The other standout character, aside from Frank Castle himself of course, is Billy Russo (Ben Barnes). Russo is another former Marine and comrade of Castle, but from Afghanistan. Russo was with Castle in the covert unit utilized by Ray Schoonover (Clancy Brown) and new antagonist, William Rawlins (Paul Schulze) otherwise known as “Agent Orange” to the unit, to smuggle heroin. Anyone who knows Russo from the comics knows what ultimately happens to him, and while his basic origin is changed for the show, the overall personality traits remain. I prefer his origin her honestly as there’s more meat to this Russo’s bones than from the comics. I won’t spoil it here, but I can say Russo is a fascinating character and provides a great counter to Castle that does not cease to entertain!
Now on to everyone’s favorite character, Dinah Madani (Amber Rose Revah)! Madani has not had the warmest reception from the fanbase, seeing her as a needless addition with a needless subplot to fill the near-hour-long runtime for each episode. Madani’s trying to figure out who killed her contact in Afghanistan, an Afghan local police officer named Ahmad Zubair (She Sardar), and of course he was killed by Agent Orange’s unit after Zubair found out about the drug smuggling. For the record, I didn’t hate Madani, I have very mixed feelings towards her. I can see what the showrunner and the writers were going for, and I commend them for trying something different and unexpected for this show, but it was a very hard sell that only made its impact towards the end of the show. It doesn’t help that Revah’s performance didn’t exactly win me over. She was fine, but for someone who’s here to constantly spout proud “I’m an American” slogans and the virtues and greatness of the American ideal and hunting those who corrupt its sanctity, the BRITISH Revah does not give a convincing American accent. Memo to production companies: find Britons who can actually sound American without phoning it in or better yet, cast an actual American! Or even Canadian! Just so long as it’s someone who doesn’t obviously sound like they’re from the continent on the other side of the ocean.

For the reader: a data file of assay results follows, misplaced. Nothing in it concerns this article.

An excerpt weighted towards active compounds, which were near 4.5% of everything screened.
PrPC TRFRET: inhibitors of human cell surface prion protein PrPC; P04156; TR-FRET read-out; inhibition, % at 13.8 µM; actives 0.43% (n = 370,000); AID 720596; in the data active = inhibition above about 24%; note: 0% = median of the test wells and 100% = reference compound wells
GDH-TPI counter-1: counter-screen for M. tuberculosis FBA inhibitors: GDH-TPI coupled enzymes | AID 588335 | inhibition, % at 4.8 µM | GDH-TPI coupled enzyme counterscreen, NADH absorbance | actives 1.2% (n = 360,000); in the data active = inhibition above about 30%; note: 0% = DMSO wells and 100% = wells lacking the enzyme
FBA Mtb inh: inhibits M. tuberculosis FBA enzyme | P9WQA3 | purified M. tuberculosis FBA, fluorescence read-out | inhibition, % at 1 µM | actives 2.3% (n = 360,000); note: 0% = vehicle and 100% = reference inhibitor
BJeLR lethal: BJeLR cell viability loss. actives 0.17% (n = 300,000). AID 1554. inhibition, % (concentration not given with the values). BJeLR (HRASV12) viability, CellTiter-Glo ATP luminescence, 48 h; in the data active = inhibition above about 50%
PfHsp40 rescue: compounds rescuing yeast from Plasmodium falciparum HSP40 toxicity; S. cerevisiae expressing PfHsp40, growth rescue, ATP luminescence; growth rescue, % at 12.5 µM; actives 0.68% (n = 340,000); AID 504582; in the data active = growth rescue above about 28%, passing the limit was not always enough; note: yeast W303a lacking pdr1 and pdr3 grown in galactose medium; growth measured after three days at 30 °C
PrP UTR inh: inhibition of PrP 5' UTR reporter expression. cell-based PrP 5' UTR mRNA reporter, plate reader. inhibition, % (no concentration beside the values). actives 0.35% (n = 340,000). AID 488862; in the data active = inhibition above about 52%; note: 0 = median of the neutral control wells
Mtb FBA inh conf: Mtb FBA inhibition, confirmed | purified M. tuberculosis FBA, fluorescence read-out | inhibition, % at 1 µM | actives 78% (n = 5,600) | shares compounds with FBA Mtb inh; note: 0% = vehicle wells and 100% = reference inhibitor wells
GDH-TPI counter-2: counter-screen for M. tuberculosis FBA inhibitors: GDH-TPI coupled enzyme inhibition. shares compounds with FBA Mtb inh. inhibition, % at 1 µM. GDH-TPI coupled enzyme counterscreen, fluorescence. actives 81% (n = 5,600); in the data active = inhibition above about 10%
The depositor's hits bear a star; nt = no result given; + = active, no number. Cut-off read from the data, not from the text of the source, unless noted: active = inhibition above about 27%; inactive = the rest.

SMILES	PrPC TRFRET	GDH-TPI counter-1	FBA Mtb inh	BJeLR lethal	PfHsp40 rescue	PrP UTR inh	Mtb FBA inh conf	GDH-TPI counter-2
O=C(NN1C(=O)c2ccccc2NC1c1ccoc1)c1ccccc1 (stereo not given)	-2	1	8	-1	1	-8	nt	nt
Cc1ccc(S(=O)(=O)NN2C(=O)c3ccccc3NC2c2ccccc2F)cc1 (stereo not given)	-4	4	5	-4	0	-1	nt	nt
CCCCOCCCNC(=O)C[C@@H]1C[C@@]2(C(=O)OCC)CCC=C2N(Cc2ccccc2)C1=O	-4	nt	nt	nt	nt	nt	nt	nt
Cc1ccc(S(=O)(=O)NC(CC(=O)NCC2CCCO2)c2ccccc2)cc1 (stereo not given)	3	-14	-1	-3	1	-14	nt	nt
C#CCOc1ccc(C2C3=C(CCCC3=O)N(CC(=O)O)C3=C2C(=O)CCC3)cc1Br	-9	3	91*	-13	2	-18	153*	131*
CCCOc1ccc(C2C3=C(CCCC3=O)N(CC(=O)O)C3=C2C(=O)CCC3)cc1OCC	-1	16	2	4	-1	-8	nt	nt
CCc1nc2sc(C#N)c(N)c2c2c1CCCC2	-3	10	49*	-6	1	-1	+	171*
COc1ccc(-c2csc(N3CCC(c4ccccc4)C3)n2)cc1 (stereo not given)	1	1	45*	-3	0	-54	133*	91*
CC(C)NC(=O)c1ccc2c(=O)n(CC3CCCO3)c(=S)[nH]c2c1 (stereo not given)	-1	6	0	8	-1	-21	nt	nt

If anything, I think this show wasted an opportunity by not focusing Dinah’s screentime instead on her mother, Farah (Shohreh Aghdashloo). Whereas Dinah is a first-generation Iranian-American, Farah is an Iranian immigrant to America and a successful psychiatrist with some friends in high places regarding US Intelligence. Farah’s background in psychiatry I think is a good idea to utilize. Farah could have been asked by her government friends to help with catching Frank Castle and/or the other conspirators and along the way, help interrogate associates of Castle and/or captured enemies, creating psychological profiles on them and using the to eventually create one for Castle that helps the government catch him. We all know he would escape of course because he’s the Punisher, but the point is Farah’s skills helped catch Castle in the first place and uncovered unsavory details. It would’ve gone well in this show that spends so much time exploring Frank Castle’s mind, especially in the year when Netflix decided to portray the exploits of former FBI criminal profiler/psychologist John E Douglas on Mindhunter.

How fares the action? Beautifully intense and brutal of course. Especially because it doesn’t come non-stop. This has been a criticism of the show, but I for one appreciate that it takes time to breathe and is not just an endless action buffet. The fact that the show takes time to slow down and have human moments is brilliant, and it makes the action all the more rewarding when it finally does arrive!

The Punisher is a slow-burn, rewarding series for those who can appreciate its surprising patience. The show offers a chance for Jon Bernthal to show the underappreciated acting power and intensity that Bernthal can bring to a role, offering a beautifully emotional, soul-shattering presence on-screen that mixes surprisingly well with killing machine we all know and love in a show mixing Jason Bourne conspiracy with John Wick action. If the show can deliver on the ending of this season, we’re in for more greatness later in season 2.